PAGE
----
Smell & Taste


Smell and taste are generally classified as visceral senses because of their close association with gastrointestinal function. Physiologically, they are related to each other. The flavors of various foods are in large part a combination of their taste and smell. Consequently, food may taste “different” if one has a cold that depresses the sense of smell. Both smell and taste receptors are chemoreceptors that are stimulated by molecules in solution in mucus in the nose and saliva in the mouth. Because stimuli arrive from an external source, they are also classified as exteroceptors.


The olfactory sensory neurons are located in a specialized portion of the nasal mucosa, the yellowish pigmented olfactory epithelium. In dogs and other animals in which the sense of smell is highly developed (macrosmatic animals), the area covered by this membrane is large; in microclimatic animals, such as humans, it is small. In humans, it covers an area of 5 cm2 in the roof of the nasal cavity near the septum. The human olfactory epithelium contains 10 to 20 million bipolar olfactory sensory neurons interspersed with glia-like supporting (sustentacular) cells and basal stem cells.

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Olfactory bulbs

In the olfactory bulbs, the axons of the olfactory sensory neurons (first cranial nerve) contact the primary dendrites of the mitral cells and tufted cells to form anatomically discrete synaptic units called olfactory glomeruli.

Olfactory cortex

The axons of the mitral and tufted cells pass posteriorly through the lateral olfactory stria to terminate on apical dendrites of pyramidal cells in five regions of the olfactory cortex: anterior olfactory nucleus, olfactory tubercle, piriform cortex, amygdala, and entorhinal cortex. From these regions, information travels directly to the frontal cortex or via the thalamus to the orbitofrontal cortex. Conscious discrimination of odors is dependent on the pathway to the orbitofrontal cortex. The orbitofrontal activation is generally greater on the right side than the left; thus, cortical representation of olfaction is asymmetric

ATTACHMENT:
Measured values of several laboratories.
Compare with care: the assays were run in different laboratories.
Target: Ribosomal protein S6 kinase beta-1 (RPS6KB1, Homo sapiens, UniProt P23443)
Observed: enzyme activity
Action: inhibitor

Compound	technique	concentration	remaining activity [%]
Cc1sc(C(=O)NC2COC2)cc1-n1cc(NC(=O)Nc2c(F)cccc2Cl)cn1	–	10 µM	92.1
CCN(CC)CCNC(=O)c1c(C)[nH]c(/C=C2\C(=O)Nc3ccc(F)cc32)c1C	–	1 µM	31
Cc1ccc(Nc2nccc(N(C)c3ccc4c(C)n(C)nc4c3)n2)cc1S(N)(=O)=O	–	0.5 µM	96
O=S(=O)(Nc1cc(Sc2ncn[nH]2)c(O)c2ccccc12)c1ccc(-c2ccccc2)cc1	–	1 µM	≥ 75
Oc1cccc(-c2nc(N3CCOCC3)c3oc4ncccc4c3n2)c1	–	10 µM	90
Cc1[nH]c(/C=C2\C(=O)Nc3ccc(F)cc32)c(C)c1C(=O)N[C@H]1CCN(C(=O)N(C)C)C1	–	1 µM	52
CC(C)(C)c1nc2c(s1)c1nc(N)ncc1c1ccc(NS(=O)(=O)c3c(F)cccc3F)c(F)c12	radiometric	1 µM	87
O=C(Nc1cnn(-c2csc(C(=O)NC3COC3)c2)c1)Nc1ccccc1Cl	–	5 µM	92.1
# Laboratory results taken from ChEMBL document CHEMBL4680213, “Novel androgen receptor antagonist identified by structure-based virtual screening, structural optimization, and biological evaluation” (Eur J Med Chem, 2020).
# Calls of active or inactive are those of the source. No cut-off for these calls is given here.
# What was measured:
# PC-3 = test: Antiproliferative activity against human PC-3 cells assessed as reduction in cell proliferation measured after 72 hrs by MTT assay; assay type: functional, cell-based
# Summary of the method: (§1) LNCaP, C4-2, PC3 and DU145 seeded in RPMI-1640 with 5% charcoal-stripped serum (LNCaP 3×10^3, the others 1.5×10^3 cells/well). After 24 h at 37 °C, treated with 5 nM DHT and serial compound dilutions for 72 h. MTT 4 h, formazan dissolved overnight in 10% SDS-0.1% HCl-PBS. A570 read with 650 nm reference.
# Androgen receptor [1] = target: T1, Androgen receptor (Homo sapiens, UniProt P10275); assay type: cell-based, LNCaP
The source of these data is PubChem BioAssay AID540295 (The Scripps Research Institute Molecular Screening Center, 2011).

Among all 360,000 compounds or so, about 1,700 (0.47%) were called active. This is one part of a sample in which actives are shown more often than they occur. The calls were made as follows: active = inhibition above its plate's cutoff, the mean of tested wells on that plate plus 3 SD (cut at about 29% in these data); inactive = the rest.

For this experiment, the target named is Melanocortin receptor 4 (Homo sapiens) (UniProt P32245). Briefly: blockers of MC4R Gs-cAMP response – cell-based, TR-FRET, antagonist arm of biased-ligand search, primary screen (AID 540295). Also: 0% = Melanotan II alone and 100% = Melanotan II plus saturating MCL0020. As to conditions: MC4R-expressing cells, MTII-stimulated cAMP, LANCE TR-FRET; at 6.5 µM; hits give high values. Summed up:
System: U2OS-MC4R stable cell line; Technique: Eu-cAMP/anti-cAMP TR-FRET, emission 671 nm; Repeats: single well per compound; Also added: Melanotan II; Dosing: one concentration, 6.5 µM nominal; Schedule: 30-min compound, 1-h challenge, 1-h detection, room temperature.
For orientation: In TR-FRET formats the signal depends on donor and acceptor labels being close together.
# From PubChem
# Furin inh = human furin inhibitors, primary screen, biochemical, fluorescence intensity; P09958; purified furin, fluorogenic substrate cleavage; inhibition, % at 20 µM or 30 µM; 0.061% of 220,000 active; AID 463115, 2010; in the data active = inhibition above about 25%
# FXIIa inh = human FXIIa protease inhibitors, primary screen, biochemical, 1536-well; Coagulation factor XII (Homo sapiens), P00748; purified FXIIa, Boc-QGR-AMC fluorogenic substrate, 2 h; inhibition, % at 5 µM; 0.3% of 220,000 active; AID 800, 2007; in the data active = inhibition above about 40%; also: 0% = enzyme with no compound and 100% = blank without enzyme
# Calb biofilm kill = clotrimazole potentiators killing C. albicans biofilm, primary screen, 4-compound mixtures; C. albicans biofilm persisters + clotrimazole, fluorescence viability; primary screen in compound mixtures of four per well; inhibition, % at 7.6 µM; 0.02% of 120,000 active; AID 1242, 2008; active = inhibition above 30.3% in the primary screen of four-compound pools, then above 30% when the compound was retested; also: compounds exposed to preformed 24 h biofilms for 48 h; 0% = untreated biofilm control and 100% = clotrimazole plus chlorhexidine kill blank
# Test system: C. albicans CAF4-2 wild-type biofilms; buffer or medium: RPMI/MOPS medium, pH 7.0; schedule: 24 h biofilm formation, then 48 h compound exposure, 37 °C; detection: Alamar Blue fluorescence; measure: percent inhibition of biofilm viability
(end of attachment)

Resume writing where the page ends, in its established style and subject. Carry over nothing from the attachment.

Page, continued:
Olfactory thresholds & discrimination

The olfactory epithelium is covered by a thin layer of mucus secreted by the supporting cells and Bowman glands, which lie beneath the epithelium. The mucus bathes the odorant receptors on the cilia and provides the appropriate molecular and ionic environment for odor detection.


The specialized sense organ for taste (gustation) consists of approximately 10,000 taste buds, which are ovoid bodies measuring 50–70 μm. There are four morphologically distinct types of cells within each taste bud: basal cells, dark cells, light cells, and intermediate cells. The latter three cell types are all referred to as Type I, II, and III taste cells. They are the sensory neurons that respond to taste stimuli or tastants. The three cell types may represent various stages of differentiation of developing taste cells, with the light cells being the most mature. Alternatively, each cell type might represent different cell lineages.


Olfactory sensory neurons, supporting (sustentacular) cells, and basal stem cells are located in the olfactory epithelium within the upper portion of the nasal cavity.The cilia located on the dendritic knob of the olfactory sensory neuron contain odorant receptors which are coupled to heterotrimeric G proteins.

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